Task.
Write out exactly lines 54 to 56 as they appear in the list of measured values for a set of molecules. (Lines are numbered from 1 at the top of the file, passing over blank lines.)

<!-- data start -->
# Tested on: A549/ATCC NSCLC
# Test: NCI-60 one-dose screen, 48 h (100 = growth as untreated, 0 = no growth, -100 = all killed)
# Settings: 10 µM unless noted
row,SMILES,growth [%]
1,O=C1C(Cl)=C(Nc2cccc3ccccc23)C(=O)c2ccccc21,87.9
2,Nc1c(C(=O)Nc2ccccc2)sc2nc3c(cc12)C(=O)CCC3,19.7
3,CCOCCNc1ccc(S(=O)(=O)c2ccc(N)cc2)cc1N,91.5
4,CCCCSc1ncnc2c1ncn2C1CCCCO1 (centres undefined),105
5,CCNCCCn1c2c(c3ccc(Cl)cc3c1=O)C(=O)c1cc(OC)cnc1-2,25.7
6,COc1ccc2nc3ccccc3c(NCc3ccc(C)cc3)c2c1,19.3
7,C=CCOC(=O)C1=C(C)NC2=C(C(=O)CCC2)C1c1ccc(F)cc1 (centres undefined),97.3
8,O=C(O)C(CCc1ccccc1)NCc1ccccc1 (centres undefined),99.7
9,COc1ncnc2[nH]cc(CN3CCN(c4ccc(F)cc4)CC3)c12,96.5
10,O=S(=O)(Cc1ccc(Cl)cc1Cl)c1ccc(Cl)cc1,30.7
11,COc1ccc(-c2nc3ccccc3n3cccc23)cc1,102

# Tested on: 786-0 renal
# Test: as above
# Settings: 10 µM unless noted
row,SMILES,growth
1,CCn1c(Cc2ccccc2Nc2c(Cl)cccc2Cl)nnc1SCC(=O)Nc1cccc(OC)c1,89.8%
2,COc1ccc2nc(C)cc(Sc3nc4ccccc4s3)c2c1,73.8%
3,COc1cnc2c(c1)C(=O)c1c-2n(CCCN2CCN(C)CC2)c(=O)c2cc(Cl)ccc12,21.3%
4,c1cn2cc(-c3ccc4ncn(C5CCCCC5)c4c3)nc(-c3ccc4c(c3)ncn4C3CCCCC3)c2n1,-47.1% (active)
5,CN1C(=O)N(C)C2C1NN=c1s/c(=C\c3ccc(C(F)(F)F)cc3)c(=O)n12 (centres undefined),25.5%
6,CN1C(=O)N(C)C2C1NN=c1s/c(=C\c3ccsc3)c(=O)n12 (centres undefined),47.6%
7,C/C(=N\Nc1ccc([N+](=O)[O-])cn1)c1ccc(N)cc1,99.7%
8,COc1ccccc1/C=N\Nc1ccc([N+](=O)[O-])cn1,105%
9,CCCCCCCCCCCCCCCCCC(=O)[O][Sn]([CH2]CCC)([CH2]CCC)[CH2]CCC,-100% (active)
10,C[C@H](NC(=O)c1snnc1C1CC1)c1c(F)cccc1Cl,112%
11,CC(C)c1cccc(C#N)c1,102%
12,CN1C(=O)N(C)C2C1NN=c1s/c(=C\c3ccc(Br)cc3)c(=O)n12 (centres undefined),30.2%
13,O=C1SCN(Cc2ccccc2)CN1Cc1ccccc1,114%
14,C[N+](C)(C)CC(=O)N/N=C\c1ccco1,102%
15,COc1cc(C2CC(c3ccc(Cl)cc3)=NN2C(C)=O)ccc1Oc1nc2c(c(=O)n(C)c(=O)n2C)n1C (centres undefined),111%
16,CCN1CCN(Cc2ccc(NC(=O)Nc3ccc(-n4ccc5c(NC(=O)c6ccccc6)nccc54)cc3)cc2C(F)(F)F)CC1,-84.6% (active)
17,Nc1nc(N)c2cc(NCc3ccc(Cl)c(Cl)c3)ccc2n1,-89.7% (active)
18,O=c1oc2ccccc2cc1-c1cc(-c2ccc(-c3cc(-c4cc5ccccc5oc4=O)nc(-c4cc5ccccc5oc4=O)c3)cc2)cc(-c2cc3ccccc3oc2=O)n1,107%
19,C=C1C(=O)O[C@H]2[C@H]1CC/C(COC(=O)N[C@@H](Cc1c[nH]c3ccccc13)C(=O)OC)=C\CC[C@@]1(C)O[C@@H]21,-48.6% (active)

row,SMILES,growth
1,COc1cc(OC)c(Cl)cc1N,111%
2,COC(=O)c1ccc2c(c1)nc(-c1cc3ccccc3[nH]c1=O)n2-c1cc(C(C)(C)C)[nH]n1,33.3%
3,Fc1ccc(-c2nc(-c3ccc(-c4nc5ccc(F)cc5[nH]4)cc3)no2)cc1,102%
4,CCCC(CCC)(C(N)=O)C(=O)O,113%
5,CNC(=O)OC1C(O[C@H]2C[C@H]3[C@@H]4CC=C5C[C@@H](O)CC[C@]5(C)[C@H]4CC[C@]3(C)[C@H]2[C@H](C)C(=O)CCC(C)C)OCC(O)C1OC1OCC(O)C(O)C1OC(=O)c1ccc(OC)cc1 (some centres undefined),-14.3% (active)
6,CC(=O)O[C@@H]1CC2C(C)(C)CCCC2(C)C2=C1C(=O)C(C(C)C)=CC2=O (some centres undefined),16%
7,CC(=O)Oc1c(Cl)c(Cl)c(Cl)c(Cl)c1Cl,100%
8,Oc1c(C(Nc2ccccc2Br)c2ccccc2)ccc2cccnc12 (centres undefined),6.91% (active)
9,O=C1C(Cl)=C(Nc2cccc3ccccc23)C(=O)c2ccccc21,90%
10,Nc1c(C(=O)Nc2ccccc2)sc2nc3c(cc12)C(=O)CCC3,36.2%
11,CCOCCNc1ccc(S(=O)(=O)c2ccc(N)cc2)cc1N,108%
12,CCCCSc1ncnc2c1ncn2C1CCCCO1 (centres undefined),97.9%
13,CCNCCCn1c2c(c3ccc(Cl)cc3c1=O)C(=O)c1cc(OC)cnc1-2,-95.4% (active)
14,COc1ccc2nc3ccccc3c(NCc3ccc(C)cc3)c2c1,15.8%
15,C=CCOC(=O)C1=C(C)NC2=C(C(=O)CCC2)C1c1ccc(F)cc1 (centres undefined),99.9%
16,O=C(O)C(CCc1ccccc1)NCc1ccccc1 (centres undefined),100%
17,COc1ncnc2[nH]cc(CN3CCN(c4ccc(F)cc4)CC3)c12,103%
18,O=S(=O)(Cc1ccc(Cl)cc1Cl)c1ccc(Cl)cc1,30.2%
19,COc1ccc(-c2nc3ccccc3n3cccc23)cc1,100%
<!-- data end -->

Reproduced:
15,C=CCOC(=O)C1=C(C)NC2=C(C(=O)CCC2)C1c1ccc(F)cc1 (centres undefined),99.9%
16,O=C(O)C(CCc1ccccc1)NCc1ccccc1 (centres undefined),100%
17,COc1ncnc2[nH]cc(CN3CCN(c4ccc(F)cc4)CC3)c12,103%